The long-term outlook for Britain outside the EU is about three things: economics, economics and economics. Almost all economists who have pronounced on the subject say that our national income would be lower than if we stayed in the single market.
They do not say we would be poorer than we are now, but that we would be poorer than we would otherwise be. Estimates of the long-term effect range from 3 per cent of national income (Oxford Economics) to 8 per cent (London School of Economics).
There may be all sorts of good reasons for leaving the EU, but maximising national wealth is not one of them.
Wouldn’t a Brexit recession be short-lived?
We are not talking about the short-term effects of the disruption of Brexit. That would happen in two stages. First would be the immediate effect on confidence of a Leave vote: that would reflect expectations of lower growth in the long term, reducing economic activity immediately. Second would be the effects of Britain actually leaving the EU: the costs of tariffs on trade with the EU, and of new regulations now that we are responsible for our trade with the rest of the world.
But after that, once the economy has adjusted to those changes, the long-term effects of being outside the EU would still be acting as a brake on growth. There are three main reasons for this.
1. We would be trading less with the EU
Whatever our relations with the EU, we would not have tariff-free access to the single market, if we assume that Boris Johnson, or whoever is prime minister, sticks to the Leave campaign’s policy of refusing to allow Britain to be part of the free movement of EU workers.
2. We would attract less foreign investment
One of the reasons American, Chinese and Japanese companies choose to set up in Britain is that it gives them access to the EU single market. We would still have many attractions – the English language, lovely countryside, three-pin plugs – but we would be slightly less attractive than we were.
3. Our labour market would become less dynamic
At the moment, the British labour market is a world phenomenon. We are creating jobs at a record tilt. This is largely driven by immigration from the rest of the EU, but it is having a beneficial effect on British workers, driving growth and creating jobs for them too. Restricting immigration would create labour shortages, which might push up some wages in the short run, as Lord Rose, chairman of the Stronger In campaign, embarrassingly admitted three months ago.
In the long term, however, most economists say that a restricted labour market would restrict growth and any gains for groups of workers would be wiped out.
But these are the people who said we should join the euro
No, they are not. Most of the people who advocated adopting the euro were politicians. Economists were divided on the question. The Treasury, after all, concluded in 2003 that we should not join. Now, the Treasury, the Institute for Fiscal Studies, the IMF and the OECD all agree that the economic consequences of leaving the EU are negative.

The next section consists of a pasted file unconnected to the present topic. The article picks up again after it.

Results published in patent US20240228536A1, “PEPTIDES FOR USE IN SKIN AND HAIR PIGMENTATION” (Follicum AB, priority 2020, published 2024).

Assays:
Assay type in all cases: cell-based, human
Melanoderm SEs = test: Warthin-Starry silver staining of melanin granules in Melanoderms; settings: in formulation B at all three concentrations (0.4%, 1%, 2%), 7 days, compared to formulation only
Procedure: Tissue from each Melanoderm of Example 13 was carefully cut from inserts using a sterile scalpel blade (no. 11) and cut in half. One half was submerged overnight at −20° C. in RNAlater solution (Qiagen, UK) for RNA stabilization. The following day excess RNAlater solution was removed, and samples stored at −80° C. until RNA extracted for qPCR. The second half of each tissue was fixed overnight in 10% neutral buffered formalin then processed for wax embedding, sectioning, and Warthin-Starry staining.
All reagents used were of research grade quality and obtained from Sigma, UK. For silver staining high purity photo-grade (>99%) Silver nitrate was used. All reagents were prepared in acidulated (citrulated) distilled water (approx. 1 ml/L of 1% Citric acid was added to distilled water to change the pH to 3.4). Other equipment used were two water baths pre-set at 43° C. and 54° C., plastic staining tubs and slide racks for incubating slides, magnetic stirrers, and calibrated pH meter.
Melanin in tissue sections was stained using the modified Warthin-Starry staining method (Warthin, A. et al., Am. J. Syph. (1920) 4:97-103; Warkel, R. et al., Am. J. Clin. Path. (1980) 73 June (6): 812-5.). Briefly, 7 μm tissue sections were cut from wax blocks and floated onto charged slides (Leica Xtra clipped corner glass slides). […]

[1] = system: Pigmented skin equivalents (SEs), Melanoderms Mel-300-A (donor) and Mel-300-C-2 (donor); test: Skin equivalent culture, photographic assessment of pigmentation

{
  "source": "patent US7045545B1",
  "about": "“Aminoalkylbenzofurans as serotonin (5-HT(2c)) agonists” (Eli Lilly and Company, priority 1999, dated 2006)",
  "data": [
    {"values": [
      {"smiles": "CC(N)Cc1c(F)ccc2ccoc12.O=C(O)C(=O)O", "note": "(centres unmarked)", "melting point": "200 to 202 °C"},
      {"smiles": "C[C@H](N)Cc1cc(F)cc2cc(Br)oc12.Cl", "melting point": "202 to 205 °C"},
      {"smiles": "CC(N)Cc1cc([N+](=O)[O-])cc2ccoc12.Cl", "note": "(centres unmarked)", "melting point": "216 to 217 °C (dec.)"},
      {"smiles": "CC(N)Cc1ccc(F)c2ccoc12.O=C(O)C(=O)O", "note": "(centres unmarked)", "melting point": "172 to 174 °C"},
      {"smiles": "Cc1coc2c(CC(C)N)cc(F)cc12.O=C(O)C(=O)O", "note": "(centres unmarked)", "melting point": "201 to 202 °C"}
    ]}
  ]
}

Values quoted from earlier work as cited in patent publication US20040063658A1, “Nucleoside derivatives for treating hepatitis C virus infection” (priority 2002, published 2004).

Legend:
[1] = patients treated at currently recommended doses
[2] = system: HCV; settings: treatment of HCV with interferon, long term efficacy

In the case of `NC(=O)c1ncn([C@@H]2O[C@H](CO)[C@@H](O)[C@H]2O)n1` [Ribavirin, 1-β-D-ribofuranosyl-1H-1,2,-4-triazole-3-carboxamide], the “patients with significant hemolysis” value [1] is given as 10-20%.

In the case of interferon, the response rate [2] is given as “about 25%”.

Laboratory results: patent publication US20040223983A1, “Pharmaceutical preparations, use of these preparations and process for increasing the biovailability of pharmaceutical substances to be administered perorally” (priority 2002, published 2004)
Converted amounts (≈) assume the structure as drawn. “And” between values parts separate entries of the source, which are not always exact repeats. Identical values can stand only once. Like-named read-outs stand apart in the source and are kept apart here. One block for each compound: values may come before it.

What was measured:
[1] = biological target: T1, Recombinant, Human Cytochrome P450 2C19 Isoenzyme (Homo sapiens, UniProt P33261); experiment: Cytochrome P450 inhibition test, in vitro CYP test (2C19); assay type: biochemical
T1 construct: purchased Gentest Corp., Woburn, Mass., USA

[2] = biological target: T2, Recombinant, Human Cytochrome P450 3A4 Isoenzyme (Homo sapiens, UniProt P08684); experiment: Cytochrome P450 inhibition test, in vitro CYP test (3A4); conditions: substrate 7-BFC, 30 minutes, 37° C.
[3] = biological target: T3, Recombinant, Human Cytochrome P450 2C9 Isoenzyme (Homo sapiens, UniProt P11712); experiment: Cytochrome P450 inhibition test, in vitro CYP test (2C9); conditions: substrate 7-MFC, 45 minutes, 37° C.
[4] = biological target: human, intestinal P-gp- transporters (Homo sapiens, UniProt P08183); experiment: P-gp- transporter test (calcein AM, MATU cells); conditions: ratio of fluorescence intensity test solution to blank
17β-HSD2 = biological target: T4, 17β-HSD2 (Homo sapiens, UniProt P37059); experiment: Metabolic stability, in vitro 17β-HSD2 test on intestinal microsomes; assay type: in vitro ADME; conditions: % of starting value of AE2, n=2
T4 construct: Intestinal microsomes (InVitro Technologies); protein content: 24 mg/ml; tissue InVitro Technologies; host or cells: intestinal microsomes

This is not just guesswork. EU membership has been good for the British economy. Before we joined the EEC in 1973 we had the lowest average growth rate in the G7 – that’s us and the US, Japan, Germany, France, Italy and Canada. Since we joined we have had the highest.
Slower population growth
The main motive for leaving the EU, for most voters, is to reduce immigration. It seems reasonable to assume, therefore, that a post-Brexit government would exclude Britain from EU rules on freedom of movement, and try harder than the pre-Brexit government to restrict immigration from outside the EU as well.
Even so, it would be hard to reduce net immigration by much, as Clare Foges, David Cameron’s former speechwriter pointed out this week (pay wall). “When I worked at No 10 in 2010-15 – writing key speeches on immigration – I saw time and again how the Whitehall machine and various vested interests move to crush proposed immigration reforms.”
But population growth would be lower. So the effect on national income per head would be smaller than the 3-8 percentage points, and over time house prices might rise slightly less fast than they would otherwise rise.
Diminished global clout
Finally, there would be some non-economic effects of Brexit in the long term. If Scotland breaks away from the UK – possibly at the same time as England actually leaves the EU in around 2018 – the remaining kingdom of England, Wales and Northern Ireland would be smaller and even more lop-sided. Northern Ireland’s status probably wouldn’t change, but it would seem even more anomalous.
Britain might come under pressure to give up its permanent seat on the United Nations Security Council (the other members are the US, Russia, China and France). This can be resisted, but over time, as new international arrangements are built, they will be built around the US, the EU, China and possibly India. Britain would probably come behind Japan and Russia in that global pecking order.
The EU referendum debate has so far been characterised by bias, distortion and exaggeration. So until 23 June we we’re running a series of question and answer features that explain the most important issues in a detailed, dispassionate way to help inform your decision.
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